Daf Yomi Gittin 11
We were redeemed from Egypt on account of our commitment to three practices: We maintained our Hebrew clothing, we spoke the Hebrew language, and we kept our Jewish names. The great American halachic decisor, Rabbi Moshe Feinstein, was once asked the following question: ‘My mother passed away and we want to name our newborn daughter after her. However, her name was Gittel Draizel. Is that a Jewish name? It certainly doesn’t appear in the Tanach. On the one hand, we want to name after mother, of blessed memory. On the other hand, we don’t want to delay the final redemption by using a gentile name!
Divorce documents that come to Israel from the Diaspora with signatures of witnesses, even though their names are gentile names, they are kosher. Why? Because most Jews in the Diaspora have gentile names.
You hear that? Most Diaspora Jews have gentile names! Even those of us who have Jewish names, how many of them are biblical? Many are Yiddish and really don’t have Jewish sources, either. Even back in Talmudic times, when the leading Jewish community was in Babylonia, many great rabbis had Aramaic names!
Rabbi Feinstein explains that the aphorism about keeping our Jewish clothing, language and names in Egypt was specific to that exile. As soon as our forefathers descended to Egypt, they went to live in Goshen. Why? So that they would not assimilate into Egyptian culture and life. Each Motzei Shabbos (Saturday night), we bless Hashem, “Who separates between Israel and the nations.” The three Hebraic characteristics of clothing, language, and names ensured our distinctiveness in the land of Egypt, thereby avoiding assimilation.
However, explains Rabbi Feinstein, that was all prior to the Giving of the Torah. When we lacked six hundred and thirteen mitzvos to distinguish us from the nations around, we needed concrete symbols of our ethnicity, and those were our three Hebrew cultural signs. Once we received the Law and all the commandments, the observance of Torah and mitzvos is what sets us apart from everyone else. And so, back in Egypt we maintained our Hebrew names, because that’s all we had and that’s what made you Jewish.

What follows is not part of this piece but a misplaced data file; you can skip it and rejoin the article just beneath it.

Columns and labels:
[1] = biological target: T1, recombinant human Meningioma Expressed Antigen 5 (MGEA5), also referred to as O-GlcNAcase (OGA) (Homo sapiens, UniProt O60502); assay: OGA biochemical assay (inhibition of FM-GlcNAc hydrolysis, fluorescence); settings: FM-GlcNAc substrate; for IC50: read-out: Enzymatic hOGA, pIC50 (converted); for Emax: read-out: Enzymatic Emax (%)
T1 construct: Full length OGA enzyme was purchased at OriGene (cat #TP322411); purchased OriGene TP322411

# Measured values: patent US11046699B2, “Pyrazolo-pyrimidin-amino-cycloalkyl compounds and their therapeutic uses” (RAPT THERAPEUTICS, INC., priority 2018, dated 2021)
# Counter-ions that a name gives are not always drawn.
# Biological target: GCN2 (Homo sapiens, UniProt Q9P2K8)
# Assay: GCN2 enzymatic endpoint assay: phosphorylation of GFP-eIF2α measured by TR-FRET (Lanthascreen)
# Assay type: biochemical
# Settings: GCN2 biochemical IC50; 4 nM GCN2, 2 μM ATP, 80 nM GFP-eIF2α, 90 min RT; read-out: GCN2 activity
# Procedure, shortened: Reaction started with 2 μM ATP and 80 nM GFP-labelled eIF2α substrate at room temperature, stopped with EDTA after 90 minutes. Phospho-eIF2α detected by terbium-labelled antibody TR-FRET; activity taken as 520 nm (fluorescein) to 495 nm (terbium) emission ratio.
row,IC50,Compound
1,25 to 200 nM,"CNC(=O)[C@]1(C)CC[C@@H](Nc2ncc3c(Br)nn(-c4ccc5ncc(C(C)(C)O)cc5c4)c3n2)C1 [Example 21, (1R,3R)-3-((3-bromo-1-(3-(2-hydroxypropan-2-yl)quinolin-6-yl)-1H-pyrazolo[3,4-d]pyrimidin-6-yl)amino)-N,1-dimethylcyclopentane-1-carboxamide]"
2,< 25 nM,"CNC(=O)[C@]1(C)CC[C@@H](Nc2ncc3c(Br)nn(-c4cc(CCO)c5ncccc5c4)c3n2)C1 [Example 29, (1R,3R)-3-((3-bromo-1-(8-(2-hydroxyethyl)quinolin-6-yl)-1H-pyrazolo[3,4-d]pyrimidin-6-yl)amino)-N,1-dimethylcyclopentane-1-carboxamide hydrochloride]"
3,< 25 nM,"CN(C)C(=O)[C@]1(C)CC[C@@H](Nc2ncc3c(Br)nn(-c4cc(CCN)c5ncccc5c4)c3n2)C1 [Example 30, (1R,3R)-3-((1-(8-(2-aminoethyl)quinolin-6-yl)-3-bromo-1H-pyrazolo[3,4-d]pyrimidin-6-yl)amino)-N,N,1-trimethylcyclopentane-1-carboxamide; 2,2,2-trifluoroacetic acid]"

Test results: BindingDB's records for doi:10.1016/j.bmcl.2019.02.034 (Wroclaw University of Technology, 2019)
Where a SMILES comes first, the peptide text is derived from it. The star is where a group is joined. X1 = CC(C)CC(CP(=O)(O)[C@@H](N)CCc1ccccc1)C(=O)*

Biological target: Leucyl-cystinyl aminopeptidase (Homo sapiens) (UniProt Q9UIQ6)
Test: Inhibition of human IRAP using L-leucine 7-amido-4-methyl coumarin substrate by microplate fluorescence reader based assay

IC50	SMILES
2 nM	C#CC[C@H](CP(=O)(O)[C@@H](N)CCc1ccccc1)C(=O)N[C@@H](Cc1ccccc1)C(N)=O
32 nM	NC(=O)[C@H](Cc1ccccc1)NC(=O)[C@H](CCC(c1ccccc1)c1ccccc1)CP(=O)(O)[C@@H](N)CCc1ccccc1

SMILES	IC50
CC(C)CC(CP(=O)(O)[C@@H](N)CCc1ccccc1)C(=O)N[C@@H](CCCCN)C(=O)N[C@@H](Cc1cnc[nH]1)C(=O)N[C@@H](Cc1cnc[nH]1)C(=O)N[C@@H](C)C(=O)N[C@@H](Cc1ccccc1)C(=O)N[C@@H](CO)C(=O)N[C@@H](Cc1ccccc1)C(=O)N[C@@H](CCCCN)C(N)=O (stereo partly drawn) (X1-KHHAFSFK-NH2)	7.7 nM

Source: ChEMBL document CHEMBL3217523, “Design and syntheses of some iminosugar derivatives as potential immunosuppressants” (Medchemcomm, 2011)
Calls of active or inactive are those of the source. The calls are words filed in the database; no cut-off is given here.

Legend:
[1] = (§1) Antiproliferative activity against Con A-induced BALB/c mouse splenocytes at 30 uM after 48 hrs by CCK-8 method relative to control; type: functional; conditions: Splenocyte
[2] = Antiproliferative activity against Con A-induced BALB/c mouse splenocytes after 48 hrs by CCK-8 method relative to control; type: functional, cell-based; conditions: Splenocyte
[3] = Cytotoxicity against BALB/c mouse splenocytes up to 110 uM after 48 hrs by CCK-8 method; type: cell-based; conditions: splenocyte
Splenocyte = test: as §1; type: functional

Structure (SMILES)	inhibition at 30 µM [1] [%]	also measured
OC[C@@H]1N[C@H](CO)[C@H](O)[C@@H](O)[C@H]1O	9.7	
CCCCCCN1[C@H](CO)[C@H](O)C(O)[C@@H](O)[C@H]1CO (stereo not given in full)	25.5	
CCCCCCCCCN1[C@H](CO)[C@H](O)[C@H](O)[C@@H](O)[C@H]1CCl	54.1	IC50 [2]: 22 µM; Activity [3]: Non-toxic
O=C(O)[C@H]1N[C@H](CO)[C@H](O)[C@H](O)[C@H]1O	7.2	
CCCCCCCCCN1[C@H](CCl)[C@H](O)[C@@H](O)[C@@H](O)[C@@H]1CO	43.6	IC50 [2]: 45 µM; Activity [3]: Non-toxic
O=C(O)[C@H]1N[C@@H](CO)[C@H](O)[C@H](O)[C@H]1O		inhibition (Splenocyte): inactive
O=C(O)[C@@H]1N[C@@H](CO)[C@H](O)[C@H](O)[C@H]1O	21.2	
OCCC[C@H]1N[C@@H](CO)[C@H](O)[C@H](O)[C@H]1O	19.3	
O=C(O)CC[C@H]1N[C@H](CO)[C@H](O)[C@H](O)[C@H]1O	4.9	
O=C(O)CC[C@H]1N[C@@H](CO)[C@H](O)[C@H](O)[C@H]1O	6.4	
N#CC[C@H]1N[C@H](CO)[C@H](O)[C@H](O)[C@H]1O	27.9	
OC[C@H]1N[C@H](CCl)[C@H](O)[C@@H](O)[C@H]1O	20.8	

Nowadays, maintaining your Judaism requires so much more than cultural symbols. Sure, you can wear a Chai necklace to demonstrate your Jewish pride. Certainly, you can give your kids very Yiddish sounding names and send them off to Israel to immerse in Hebrew language and Israeli culture. But that’s not what is going to protect them from the onslaught of assimilation that is ploughing down our beloved nation. What keeps us unique and distinctive today is our commitment to Torah and mitzvos.
Rabbanit used to work for a boutique financial firm in Boro Park, New York, preparing reports for Merrill Lynch. You and I may know Boro Park as the Hasidic centre of America. But non-Jews aren’t necessarily familiar with the place and the clients they dealt with probably didn’t even know they weren’t located in Manhattan. And so when she was first hired by the firm, the bosses told her that she would need a more “goyish” sounding name. She looked around her and sure enough, Feivish was Freddie, Gittel was Gertrude, Yankele was Jack, and Zlata was Sally. Thus, Batya reluctantly became Bonnie.
But then she would get on the phone and deal with all sorts of people from all sorts of backgrounds and all sorts of weird and wonderful names. And she thought, ‘This is ridiculous! Why do they get to use their real names while I need this silly alter ego (speaking of which, Alter was Alan!)? And so she put her foot down. Batya would be Batya. Lo and behold, she felt completely vindicated when the forty-fourth president of the United States of America was elected – Barack Hussein Obama! (Incidentally, he also finds it difficult to find his name on a mug or decal in the souvenir store!)
I tell this story, because it just goes to show that while using our Jewish names is very important, it is not what makes us culturally distinctive. In the western world today, it’s no longer strange to use an ethnic-sounding name. Actually, it’s kinda cool! If you want to assimilation-proof your kids, there’s only one way. Not Chai or Star of David necklaces, not Yiddishisms, not kugel and kishka; but an honest commitment to mitzvos. When you teach your children that they will have to leave work early on a Friday afternoon in winter, or that even at a high-level business lunch, they’ll have to order special kosher food; that will guarantee they remain committed Jews.
Jewish culture is wonderful. It’s what makes your kids excited and proud of their heritage. But if you want to keep them in the fold, you need more than just pride, you need commitment. May you instill in your children the joy of devotion to our holy Torah!